As the financial crisis of 2008–09 draws to a close, narratives of the meltdown are flooding bookstores, think tanks are cranking out white papers, and four different congressional committees are investigating what went wrong. Now that the debate over how to prevent the next collapse has begun, it might not be a bad idea to figure out how the last one happened. The only near-consensus is on the question of what triggered the not-quite-a-depression. In 2007 the housing bubble burst, leading to a high rate of defaults on subprime mortgages. Exposure to bad mortgages doomed Bear Stearns in March 2008 and then led to a banking crisis that fall. A global recession became inevitable once the government decided not to rescue Lehman Brothers. But right about here, agreement ends.
There are no strong candidates for what logicians call sufficient conditions—a single factor that would have caused the crisis in the absence of any others. There are, however, a number of plausible necessary conditions—factors without which the crisis would not have occurred. Most analysts find former Fed chairman Alan Greenspan at fault, for varying reasons. Conservatives tend to blame Greenspan for keeping interest rates too low between 2003 and 2005 as the real-estate bubble inflated, spurring a frenzy of irresponsible borrowing.
Liberal analysts are more likely to focus on the way that Greenspan's aversion to regulation turned innovative financial products into lethal weapons. In this view, the emergence of an unsupervised market for more and more exotic derivatives—credit default swaps (CDSs), collateralized debt obligations (CDOs), CDSs on CDOs—allowed heedless financial institutions to put the entire financial system at risk. Fed chairman Ben Bernanke also echoes this view, attributing the crisis to regulatory failure.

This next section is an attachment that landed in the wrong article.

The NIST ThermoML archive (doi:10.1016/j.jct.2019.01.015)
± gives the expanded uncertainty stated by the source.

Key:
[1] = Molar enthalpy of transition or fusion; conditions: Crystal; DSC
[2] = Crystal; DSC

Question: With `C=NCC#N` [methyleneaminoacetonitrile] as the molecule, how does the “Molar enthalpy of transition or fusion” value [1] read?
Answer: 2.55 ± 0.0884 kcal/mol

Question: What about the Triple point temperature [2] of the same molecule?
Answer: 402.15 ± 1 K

A bit further down on the list are factors that didn't cause the crisis but enabled it or made it worse than it might have been. These include global savings imbalances, which put upward pressure on asset prices and downward pressure on interest rates during the bubble years; misjudgments by the bond-rating agencies Moody's and Standard & Poor's about the safety of mortgage-backed securities; a lack of transparency about the risks borne by banks, which used off-balance-sheet entities to hide what they were doing; excessive reliance on mathematical models, which under-priced unpredictable forms of risk; and a flawed model of compensation that encouraged traders and executives at financial firms to take on excessive risk.
Other analysts look to the underlying mindset that encouraged the meltdown: shortsightedness, stupidity, and greed. But those are weak explanations, unless you think human nature changed in the final decades of the 20th century to make people greedier or more foolish. A subtler psychological argument is that investors fell prey to recurring delusions about risk and bubbles, which the economists Carmen Reinhart and Kenneth Rogoff describe in their book, ThisTime Is Different. In another new book, How Markets Fail, John Cassidy of The New Yorker focuses on the fallacies of free-market fundamentalism (Greenspan again). Still other writers, like Nobel Prize winner Joseph Stiglitz, in his new book, Freefall, point to the way globalization spread the toxicity from the U.S. mortgage market to the rest of the world. Not all such explanations fall according to ideological expectations. The conservative jurist Richard Posner argues in his book A Failure of Capitalismthat the free market itself is to blame for the recent troubles. Unfortunately, what these "root causes" explanations have in common is that they don't lend themselves to practical solutions.
I've left out some farther-fetched interpretations of the cause of the crisis. Libertarians and The Wall Street Journal editorial page continue to insist that government did it. In I.O.U., the only truly entertaining book I've read on the subject, the British writer John Lanchester theorizes that after the Cold War, capitalism could go wild because Western governments no longer had to worry about competing with communism. This is a fascinating idea, with no evidence to support it.
Historians are still debating what caused the Great Depression, so it's not likely this argument will be settled any time soon. But if we haven't at least learned that our financial markets need stronger regulatory supervision to prevent bad bets by big firms from going viral, we'll be back in the same place faster than you can say "30 times leverage."